Despite being one of the most popular games of this console generation, Gears Of War is the recipient of an unreasonable amount of abuse. The story is badly told, the characters are badly drawn, and the whole enterprise has the emotional sophistication of a spotty adolescent. I happen to disagree on all three counts, but Gears Of War’s critics always fail to mention it’s near flawless gameplay design. Why else have there been dozens of games since that can be aptly described as “Gears in space/ the jungle /Shanghai/Las Vegas”? Why else do we have Hunted: The Demon’s Forge?
If that sounds like a swipe at Hunted, let me assure you that isn’t the case. Gears Of War and its sequel have been so influential for a good reason, and its camera, pace, and cover-shoot combat philosophy are all present and correct in Hunted: The Demon’s Forge. There’s nothing wrong with taking pointers from elsewhere as long as it’s done with good taste, and in terms of gameplay inXile Entertainment has done just that.
The problem is the surface. I spent two hours playing the game with a representative of inXile Entertainment, and while I can’t know where the story goes or what its characters become, my first impressions weren’t the best.
Hunted: The Demon’s Forge is a dark fantasy romp following two mercenaries on the trail of a mysterious and very important plot device. He is Caddoc, all muscles, attitude and heavy sword attacks; she is E’lara, all breasts, arrows and unnecessary apostrophes. You can play as either, you can play with a friend, and even at this advance stage it’s clear that they, and not the story, will be the real reason to buy Hunted.
Both characters have melee, ranged and magical attacks, which you can switch between with a single button press. Caddoc is more effective at close range, E’Lara’s bow is faster and more accurate, but I didn’t sense a great deal of difference between them. No matter, because Hunted’s combat feels weighty and satisfying, all the more so when I started experimenting with magic.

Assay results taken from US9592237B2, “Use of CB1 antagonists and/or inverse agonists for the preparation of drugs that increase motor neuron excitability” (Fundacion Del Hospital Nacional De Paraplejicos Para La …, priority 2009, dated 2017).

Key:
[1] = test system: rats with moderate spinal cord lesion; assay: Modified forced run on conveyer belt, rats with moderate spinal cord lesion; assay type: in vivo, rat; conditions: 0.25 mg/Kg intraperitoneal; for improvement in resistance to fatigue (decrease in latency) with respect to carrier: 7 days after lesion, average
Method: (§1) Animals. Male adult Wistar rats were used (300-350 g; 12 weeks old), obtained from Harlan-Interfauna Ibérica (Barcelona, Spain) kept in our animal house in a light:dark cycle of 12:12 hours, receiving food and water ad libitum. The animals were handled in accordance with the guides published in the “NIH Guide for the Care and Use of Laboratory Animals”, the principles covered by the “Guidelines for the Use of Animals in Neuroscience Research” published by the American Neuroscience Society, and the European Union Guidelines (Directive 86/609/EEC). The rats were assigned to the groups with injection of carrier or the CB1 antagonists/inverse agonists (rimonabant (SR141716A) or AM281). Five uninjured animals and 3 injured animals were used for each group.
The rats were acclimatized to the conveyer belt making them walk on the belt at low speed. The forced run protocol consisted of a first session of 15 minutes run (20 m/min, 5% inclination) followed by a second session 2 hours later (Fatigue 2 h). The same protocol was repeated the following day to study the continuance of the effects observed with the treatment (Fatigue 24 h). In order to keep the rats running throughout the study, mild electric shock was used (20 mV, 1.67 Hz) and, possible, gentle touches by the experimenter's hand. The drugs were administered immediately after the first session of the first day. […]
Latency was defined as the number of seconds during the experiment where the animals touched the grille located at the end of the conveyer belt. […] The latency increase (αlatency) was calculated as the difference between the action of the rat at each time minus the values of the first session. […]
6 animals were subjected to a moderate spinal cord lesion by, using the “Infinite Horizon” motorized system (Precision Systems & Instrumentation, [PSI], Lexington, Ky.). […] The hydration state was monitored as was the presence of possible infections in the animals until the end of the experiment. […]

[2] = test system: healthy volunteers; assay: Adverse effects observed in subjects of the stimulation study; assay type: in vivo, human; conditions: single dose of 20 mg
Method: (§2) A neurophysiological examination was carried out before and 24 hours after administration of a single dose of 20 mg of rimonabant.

There are nine upgradable spells that display a reassuring amount of variety, and the ability to combine spells and attacks with your partner adds much-needed spontaneity and depth to the gameplay. Better still is “Battle Charging”, which lets one character turn the other into a super-powered fighting machine using magical energy.
Each level contains a number of different distractions: secret areas, puzzle-solving, even full-blown side quests involving ancient runes and talking statues spouting riddles. This kind of superfluous content can make or break a game: when done well it can be the difference between a good game and a great one; if it’s just a clutch of fetch quests it can bring the experience to a grinding halt.
My abiding impression of Hunted: The Demon’s Forge is of fun, but with some major caveats. By dipping a toe outside the comfort of all-out action inXile Entertainment is walking a fine line, and the current marketplace has little tolerance for games that fall short in key areas. Vanquish, Alan Wake, Enslaved; all good games, all commercial failures, and if Hunted is to avoid their fate it needs to something that my demonstration, while fun, simply didn’t provide.